My Husband Refuses to Send His Mom to a Nursing Home
It’s natural to witness our parents, who nurtured and guided us through life, grow old and require assistance. As the cycle of life unfolds before us, our roles shift — once, we were the dependent infants, and now, it’s our mothers and fathers who need care and support.
In certain cultures, there’s still a stigma attached to the idea of placing our parents in assisted living facilities. Tenny, a devoted wife and mother of two, faced a dilemma. Her mother-in-law is elderly and isolated, and her husband wants her to come live with them. We examined Tenny’s situation, and here’s what we discovered.
Tenny, we appreciate your letter. It’s important to note that our guidance isn’t a substitute for medical advice. Nonetheless, at Bright Side, we scoured the internet to find some valuable suggestions that we believe might assist you and your husband in making a decision that enhances the well-being of everyone involved.
- Dementia is a condition where cognitive abilities decline more than what’s expected from natural aging. There are 55 million individuals worldwide dealing with dementia, and approximately 10 million new cases arise every year.
- Consider if taking care of an elderly family member is a challenge you and your husband can effectively manage, as it can be akin to a full-time job. In 2019, family and friends spent an average of 5 hours each day caring for individuals with dementia. Furthermore, experts caution that compassionate caregivers can become overwhelmed without proper assistance.
- Studies indicate that a strong caregiver relationship may offer more benefits than medications for loved ones coping with dementia.
- Offer your mother-in-law the opportunity to make the choice. Inquire about her preferences and desires. Understanding her needs and wishes will aid in making a decision that benefits both you and your mother-in-law. A person with dementia who is compelled to relocate won’t adapt as easily as someone with a say in the decision.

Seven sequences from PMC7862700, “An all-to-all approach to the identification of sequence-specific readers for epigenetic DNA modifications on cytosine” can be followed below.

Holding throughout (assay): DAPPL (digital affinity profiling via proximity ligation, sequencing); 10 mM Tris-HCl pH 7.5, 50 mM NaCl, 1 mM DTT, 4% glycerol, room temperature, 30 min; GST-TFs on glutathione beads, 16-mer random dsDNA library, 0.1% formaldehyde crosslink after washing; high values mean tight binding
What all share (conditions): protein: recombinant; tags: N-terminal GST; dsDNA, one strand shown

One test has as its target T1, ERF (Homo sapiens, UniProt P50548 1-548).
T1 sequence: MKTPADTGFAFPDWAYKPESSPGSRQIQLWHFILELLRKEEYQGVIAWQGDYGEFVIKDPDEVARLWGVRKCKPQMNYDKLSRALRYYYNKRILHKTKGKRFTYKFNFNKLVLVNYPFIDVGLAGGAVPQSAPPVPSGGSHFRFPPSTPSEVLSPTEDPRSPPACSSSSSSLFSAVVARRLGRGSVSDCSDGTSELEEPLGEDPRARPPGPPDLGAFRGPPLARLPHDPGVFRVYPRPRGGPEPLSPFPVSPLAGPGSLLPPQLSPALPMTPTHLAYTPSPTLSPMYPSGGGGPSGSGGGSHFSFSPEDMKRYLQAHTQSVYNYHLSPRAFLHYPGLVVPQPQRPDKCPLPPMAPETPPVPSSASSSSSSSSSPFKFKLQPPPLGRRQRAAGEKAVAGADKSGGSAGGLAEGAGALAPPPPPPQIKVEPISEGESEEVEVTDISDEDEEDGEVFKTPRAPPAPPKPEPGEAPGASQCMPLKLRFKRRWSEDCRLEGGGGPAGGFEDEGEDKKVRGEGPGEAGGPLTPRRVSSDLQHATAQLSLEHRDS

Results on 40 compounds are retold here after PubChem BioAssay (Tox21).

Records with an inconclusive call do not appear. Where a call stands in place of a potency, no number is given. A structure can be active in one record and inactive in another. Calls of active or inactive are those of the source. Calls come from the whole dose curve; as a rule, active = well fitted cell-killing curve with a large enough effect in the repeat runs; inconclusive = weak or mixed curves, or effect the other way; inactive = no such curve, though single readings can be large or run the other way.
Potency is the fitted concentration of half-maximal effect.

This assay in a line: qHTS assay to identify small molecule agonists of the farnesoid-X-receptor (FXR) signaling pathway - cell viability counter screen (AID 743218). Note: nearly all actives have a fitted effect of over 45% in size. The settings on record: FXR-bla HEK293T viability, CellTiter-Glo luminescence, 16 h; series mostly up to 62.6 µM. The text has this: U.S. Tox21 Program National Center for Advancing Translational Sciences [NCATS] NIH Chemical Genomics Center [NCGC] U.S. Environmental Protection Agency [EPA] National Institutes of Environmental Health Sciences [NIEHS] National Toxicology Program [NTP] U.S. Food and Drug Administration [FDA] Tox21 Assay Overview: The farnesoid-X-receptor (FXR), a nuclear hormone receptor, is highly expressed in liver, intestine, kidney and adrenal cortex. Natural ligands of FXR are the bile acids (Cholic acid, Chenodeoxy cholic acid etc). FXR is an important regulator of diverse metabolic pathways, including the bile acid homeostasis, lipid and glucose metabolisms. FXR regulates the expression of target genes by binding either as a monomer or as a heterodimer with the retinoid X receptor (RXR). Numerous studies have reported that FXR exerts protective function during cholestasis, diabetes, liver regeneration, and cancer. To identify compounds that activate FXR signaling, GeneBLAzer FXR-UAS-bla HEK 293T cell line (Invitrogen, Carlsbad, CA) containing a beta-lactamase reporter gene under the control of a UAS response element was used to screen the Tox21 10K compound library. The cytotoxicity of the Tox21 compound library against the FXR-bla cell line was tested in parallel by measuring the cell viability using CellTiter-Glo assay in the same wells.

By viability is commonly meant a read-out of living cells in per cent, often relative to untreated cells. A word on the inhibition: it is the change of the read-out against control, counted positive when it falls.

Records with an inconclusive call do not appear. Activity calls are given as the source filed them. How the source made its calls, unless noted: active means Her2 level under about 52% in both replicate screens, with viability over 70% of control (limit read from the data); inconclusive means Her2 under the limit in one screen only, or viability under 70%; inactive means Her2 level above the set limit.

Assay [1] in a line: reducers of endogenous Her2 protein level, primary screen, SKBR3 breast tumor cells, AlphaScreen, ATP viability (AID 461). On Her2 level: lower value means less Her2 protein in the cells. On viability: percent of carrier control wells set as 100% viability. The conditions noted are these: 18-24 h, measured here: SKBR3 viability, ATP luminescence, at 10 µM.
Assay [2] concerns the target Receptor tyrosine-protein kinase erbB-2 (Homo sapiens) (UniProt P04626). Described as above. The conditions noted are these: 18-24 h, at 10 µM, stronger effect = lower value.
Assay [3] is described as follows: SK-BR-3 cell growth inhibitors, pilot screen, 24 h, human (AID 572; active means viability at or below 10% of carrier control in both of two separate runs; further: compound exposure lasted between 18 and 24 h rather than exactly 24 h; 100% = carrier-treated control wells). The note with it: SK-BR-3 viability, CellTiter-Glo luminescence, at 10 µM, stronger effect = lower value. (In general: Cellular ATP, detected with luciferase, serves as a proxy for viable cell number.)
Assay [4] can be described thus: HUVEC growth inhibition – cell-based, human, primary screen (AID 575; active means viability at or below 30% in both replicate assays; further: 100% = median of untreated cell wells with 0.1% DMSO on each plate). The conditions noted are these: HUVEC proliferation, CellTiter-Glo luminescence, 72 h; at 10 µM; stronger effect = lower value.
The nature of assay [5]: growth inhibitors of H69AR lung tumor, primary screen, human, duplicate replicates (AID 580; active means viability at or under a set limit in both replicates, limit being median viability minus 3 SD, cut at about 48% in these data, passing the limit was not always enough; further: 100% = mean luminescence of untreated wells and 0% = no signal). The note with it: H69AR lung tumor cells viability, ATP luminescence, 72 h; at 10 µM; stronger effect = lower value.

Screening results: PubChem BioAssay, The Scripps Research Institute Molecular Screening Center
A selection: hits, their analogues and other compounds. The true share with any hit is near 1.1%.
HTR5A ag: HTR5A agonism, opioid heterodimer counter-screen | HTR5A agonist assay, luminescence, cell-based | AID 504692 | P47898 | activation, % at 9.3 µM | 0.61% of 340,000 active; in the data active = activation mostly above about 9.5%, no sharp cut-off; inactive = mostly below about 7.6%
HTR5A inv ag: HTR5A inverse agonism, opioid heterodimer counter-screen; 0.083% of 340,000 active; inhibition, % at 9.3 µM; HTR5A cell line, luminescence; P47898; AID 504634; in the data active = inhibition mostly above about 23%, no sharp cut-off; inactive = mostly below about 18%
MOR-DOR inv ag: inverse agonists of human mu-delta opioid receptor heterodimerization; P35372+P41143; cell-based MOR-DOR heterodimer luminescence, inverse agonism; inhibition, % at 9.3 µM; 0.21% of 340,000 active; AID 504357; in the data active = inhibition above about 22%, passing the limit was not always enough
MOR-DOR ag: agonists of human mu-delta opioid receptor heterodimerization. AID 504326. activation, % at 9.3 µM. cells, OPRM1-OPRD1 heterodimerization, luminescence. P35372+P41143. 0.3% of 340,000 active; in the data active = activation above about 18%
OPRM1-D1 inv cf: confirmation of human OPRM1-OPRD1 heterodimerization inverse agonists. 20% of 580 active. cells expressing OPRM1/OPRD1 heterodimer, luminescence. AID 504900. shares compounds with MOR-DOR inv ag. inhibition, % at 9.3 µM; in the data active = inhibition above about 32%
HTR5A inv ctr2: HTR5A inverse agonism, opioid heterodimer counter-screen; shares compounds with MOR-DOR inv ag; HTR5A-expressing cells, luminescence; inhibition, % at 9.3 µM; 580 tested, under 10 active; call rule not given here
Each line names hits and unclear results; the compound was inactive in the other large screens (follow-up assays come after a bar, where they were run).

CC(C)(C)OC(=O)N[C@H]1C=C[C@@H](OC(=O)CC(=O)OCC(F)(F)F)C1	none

- If you and your husband opt to have your mother-in-law live with you, it’s essential to be aware that the best time to make this move is when her condition is relatively stable. As dementia advances, it becomes more challenging for individuals to adapt to new surroundings.
Assess what you and your husband can provide in terms of elderly care:
- Understand Your MIL’s Needs: Familiarize yourself with your mother-in-law’s current condition. Consult with her GP to gain a better understanding of the required level of care while keeping in mind that it may increase over time.
- Plan for the Future: Consider if this caregiving responsibility can seamlessly fit into both of your schedules. If there are doubts, it’s a good idea to explore the possibility of seeking external assistance.
- Make a Choice: In the initial stages, your mother-in-law may be more self-reliant, but as time passes, she might require help with daily activities such as walking, bathing, and dressing. Discuss with your husband whether he is prepared for the long-term commitment. If not, explore alternatives like in-home care or an assisted living facility.
Sometimes, certain aspects involving our in-laws can become tricky. Here, another Bright Side reader reached out to us, seeking advice about her mother-in-law, who had requested money to babysit her grandchild. Take a look at what we advised her.